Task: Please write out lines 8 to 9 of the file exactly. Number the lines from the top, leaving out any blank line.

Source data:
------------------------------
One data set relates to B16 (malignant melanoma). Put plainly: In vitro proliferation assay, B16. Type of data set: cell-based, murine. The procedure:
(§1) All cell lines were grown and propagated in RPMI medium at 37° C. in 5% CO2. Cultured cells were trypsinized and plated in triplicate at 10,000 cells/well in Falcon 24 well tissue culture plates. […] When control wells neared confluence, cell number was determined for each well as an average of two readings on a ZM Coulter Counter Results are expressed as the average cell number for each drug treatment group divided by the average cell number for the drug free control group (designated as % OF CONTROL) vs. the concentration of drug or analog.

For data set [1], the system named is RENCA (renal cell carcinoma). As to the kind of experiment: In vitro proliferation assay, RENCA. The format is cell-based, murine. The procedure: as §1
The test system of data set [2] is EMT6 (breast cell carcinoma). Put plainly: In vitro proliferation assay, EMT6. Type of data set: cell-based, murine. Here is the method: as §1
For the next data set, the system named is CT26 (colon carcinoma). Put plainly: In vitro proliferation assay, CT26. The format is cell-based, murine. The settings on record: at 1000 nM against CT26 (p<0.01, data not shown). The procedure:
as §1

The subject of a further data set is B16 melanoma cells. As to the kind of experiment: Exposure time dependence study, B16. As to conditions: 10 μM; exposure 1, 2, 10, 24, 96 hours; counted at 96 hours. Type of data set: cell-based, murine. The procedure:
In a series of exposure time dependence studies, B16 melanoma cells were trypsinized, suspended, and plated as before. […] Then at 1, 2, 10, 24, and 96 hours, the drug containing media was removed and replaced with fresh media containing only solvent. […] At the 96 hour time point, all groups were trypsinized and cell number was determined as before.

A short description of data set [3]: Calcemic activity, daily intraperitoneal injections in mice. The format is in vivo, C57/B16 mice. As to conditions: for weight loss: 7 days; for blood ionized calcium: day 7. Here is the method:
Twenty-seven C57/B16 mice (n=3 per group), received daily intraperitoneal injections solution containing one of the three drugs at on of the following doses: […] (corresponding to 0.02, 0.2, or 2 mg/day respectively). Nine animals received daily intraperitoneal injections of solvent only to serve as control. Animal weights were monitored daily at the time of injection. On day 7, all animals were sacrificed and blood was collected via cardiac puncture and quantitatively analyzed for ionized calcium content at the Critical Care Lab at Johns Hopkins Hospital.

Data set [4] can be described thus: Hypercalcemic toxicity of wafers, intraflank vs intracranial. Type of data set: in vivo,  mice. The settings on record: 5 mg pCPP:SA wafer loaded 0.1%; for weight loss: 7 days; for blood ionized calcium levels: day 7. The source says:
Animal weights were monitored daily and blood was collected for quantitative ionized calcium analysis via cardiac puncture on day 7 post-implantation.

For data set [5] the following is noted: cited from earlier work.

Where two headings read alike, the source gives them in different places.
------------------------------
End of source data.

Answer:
In a series of exposure time dependence studies, B16 melanoma cells were trypsinized, suspended, and plated as before. […] Then at 1, 2, 10, 24, and 96 hours, the drug containing media was removed and replaced with fresh media containing only solvent. […] At the 96 hour time point, all groups were trypsinized and cell number was determined as before.

A short description of data set [3]: Calcemic activity, daily intraperitoneal injections in mice. The format is in vivo, C57/B16 mice. As to conditions: for weight loss: 7 days; for blood ionized calcium: day 7. Here is the method: